Siafakas loved the holiday lights that used to signal the start of every holiday season on Manhattan Avenue. She related to me how local merchants used to all chip in and collect money for the lights as a thank you to customers who supported local businesses. In those days, Manhattan Avenue business owners were locals with families and had deep ties to the community. Years ago a civic minded local Jewish merchant used to organize the lighting drive and collected the money, which most local store owners were only to happy to contribute.
Giannos and Siafakos have tried to keep the tradition alive, but times have changed and so has the willingness of merchants to fund the holiday lights. Siafakas said that she was shocked by the resistance to contributing for the avenue lights. She does not want local shoppers to chip in, and feels that it’s a way for store owners to show their love for the community; but fewer than half the businesses have contributed so far, and some shop owners told her outright that they would not contribute because they did not celebrate the holiday season. Continue reading
Behind the unassuming street front of Tørst bar, is Greenpoint’s most famous culinary secret, Luksus. This is one of North Brooklyn’s highest acclaimed eateries, yet humbly tucked away behind the beer bar, you may not know it is there. For two years running, it has held the only Michelin star status in the neighborhood, an honor it hopes to continue into 2017 after the New York City recipients are announced on November 17th. Even those who have ordered from the Tørst menu may not know that the dishes were created by world-renowned chef Daniel Burns, previously of Momofuku, The Fat Duck in the UK, and Noma in Copenhagen. The understated presence of Luksus in Brooklyn is void of pretension and reflects the persona of Burns and the cuisine. Continue reading
Yesterday, residents at the north end of Greenpoint had their unbelievable patience greatly rewarded. Last August, the neighborhood lost one of its most beloved establishments, Champion Coffee, when the 1108 Manhattan Avenue shop closed its doors due to “unforeseen circumstances.” Luckily, the paperwork had already been signed on the space directly across the street in a former artists’ studio at 1107, and at their smaller café at 142 Nassau Avenue. The Nassau Avenue spot opened last November and now the new Manhattan Avenue flagship spot has opened its doors. And it is without a doubt one of the best additions to our coffee shop scene. Continue reading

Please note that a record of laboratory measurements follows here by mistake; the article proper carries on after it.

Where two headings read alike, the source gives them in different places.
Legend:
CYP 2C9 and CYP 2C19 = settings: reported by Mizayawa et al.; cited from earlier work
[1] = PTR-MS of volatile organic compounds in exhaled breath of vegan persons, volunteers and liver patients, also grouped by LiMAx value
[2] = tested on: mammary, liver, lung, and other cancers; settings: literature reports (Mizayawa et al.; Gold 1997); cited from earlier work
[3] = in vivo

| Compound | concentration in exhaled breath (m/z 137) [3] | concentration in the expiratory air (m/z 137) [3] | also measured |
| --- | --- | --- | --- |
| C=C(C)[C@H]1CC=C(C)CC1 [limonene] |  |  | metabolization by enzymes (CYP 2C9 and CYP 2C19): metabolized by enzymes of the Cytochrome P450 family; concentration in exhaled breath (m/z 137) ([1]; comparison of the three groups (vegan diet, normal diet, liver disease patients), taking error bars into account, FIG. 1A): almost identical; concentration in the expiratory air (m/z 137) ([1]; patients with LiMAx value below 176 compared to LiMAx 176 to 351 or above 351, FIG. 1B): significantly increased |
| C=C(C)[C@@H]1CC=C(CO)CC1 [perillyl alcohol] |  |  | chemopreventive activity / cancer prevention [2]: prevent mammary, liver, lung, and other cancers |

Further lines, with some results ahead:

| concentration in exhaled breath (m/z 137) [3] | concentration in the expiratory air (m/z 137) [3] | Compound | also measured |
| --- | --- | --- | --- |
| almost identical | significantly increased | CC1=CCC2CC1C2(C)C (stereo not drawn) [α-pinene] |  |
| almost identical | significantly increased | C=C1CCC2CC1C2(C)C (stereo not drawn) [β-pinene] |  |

During the spring, 664 Manhattan Avenue changed hands again. Once the Polish-American restaurant CinaMoon, it transformed into “664 Wine & Dine” for a few months last year, and is now Cherry Point. The restaurant, which opened in May and named after the first published name for Greenpoint, is owned by The Spotted Pig alum Julian Calcott, artist Vincent Mazeau, and beverage director Garret Smith, each one contributing to Cherry Point’s distinct vibe. Wainscotting, exposed brick and an open kitchen create a warm and inviting space for dinner, brunch or after-work drinks.
About eight years ago, Greenpointers began seeing the butter-yellow Van Leeuwen Artisan Ice Cream trucks popping up on our streets, often with one of the owners, Laura O’Neill and brothers Pete & Ben Van Leeuwen, inside. It didn’t take long—they were approached by a Whole Foods rep literally on their first day of business back in June 2008—for the Greenpoint locals to become the next big thing in ice cream. But of course, every “next big thing” in food needs a brick-and-mortar shop, and with their hearts already in the neighborhood, the team opened up their very first ice cream shop on Manhattan & Bedford in early spring 2010.